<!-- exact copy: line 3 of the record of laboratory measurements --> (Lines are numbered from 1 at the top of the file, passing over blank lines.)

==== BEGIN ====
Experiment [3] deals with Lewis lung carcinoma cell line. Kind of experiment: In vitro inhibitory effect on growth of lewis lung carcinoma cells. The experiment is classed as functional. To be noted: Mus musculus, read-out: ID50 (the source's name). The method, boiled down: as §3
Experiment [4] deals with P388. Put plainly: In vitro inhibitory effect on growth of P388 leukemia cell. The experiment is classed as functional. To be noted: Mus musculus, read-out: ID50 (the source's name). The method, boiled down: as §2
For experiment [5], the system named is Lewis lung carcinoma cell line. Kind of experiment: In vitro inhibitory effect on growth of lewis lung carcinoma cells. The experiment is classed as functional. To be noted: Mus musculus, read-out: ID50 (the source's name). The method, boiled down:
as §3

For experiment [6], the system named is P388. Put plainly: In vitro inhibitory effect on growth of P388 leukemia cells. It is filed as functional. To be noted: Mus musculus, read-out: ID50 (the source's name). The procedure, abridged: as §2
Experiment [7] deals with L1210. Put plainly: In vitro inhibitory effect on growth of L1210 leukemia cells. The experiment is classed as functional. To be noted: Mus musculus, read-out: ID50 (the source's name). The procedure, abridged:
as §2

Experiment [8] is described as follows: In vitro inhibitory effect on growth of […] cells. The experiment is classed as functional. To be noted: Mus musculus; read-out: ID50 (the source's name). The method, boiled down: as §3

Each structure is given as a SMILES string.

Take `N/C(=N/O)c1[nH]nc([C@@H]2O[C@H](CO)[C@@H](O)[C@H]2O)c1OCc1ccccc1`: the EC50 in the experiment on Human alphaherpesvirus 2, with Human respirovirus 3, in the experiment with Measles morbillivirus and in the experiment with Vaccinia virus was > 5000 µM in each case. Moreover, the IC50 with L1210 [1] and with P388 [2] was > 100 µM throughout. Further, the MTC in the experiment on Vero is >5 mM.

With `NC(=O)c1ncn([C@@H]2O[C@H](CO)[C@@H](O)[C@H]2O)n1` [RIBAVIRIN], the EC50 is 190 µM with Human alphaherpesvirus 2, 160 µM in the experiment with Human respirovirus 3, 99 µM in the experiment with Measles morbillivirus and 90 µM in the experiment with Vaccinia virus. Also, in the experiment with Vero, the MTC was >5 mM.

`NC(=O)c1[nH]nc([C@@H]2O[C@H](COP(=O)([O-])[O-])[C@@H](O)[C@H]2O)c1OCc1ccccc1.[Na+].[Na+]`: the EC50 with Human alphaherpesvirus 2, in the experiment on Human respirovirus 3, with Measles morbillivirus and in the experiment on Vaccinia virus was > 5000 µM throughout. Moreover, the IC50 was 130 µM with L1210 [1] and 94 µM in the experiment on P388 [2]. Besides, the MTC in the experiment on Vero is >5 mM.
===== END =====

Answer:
For experiment [5], the system named is Lewis lung carcinoma cell line. Kind of experiment: In vitro inhibitory effect on growth of lewis lung carcinoma cells. The experiment is classed as functional. To be noted: Mus musculus, read-out: ID50 (the source's name). The method, boiled down: